The restaurant chain led by Karen Forrester was audited by the FSA on hygiene levels regarding food handling, preparation, cooking and storage as well as on the condition, structure and cleanliness of each building and how food hygiene processes are managed and recorded.
Melissa Paradiso, brand protection support manager at TGI Friday's said the high ratings were the latest in a list of awards and accolades for the group, which include a One Star rating from the Sustainable Restaurant Association and third place in the Sunday Times Best Places to Work list.
“Despite us expecting nothing less, we are still delighted to have achieved the great accolade of having all our restaurants receive the top grade achievable in the National Food Hygiene Rating Scheme. It is part of a wider journey to nothing but excellence in all areas of the business at Friday’s which is something our ever-increasing numbers of guests expect," she said.
"Consumers are increasingly taking hygiene into consideration when making their restaurant choices. It doesn’t matter how good the food and drink may be – having perfect hygiene is an absolute basic which every restaurant should have as a core principal."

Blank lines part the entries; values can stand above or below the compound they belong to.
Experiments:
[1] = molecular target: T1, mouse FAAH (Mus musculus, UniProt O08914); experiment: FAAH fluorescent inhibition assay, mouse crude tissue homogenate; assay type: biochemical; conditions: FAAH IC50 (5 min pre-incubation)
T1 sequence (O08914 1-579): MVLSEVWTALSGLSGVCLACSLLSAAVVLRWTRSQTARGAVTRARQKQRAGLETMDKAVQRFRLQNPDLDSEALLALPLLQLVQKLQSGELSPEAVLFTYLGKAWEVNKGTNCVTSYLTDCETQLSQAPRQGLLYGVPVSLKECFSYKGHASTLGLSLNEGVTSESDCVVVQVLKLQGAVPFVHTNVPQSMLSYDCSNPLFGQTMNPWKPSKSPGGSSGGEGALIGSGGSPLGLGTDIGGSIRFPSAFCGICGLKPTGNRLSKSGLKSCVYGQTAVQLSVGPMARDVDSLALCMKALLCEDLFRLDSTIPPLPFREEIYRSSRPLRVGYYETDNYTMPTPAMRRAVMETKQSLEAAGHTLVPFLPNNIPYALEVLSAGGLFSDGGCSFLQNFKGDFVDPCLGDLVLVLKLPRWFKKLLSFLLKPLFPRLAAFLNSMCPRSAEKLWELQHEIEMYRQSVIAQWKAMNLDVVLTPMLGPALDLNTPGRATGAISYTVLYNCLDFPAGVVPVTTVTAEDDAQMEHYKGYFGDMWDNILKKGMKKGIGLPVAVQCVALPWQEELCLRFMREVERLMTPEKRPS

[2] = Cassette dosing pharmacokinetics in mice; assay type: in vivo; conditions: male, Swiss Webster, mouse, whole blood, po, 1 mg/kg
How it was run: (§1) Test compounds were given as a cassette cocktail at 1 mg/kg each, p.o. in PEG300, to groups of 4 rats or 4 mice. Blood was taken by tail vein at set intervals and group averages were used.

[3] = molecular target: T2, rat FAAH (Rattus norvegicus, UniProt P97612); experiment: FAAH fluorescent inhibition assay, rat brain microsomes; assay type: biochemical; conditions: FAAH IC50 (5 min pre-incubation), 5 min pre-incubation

Paradiso said 'the notion of protection' – both of guests and team members – had become a core value for the brand. She said there was a continual investment in new systems and building maintenance to ensure food hygiene levels were kept high. Staff are also given training on the best hygiene practices 'to ensure Friday's kitchens are the best and most hygienic in the world.'
Hygiene levels at TGI Friday's have stepped up considerably over the last few years. Four years ago the company's Covent Garden branch was closed for six days and fined £30k after environmental health officers found dead cockroaches, mouse droppings and grease-covered cabinets in its kitchens on a visit in July 2008.
Under the FSA's Food Hygiene Rating Scheme for England, Wales and Northern Ireland, businesses serving food in England and Northern Ireland are advised to display their hygiene rating. The practice is to become compulsory in Wales at the end of this month.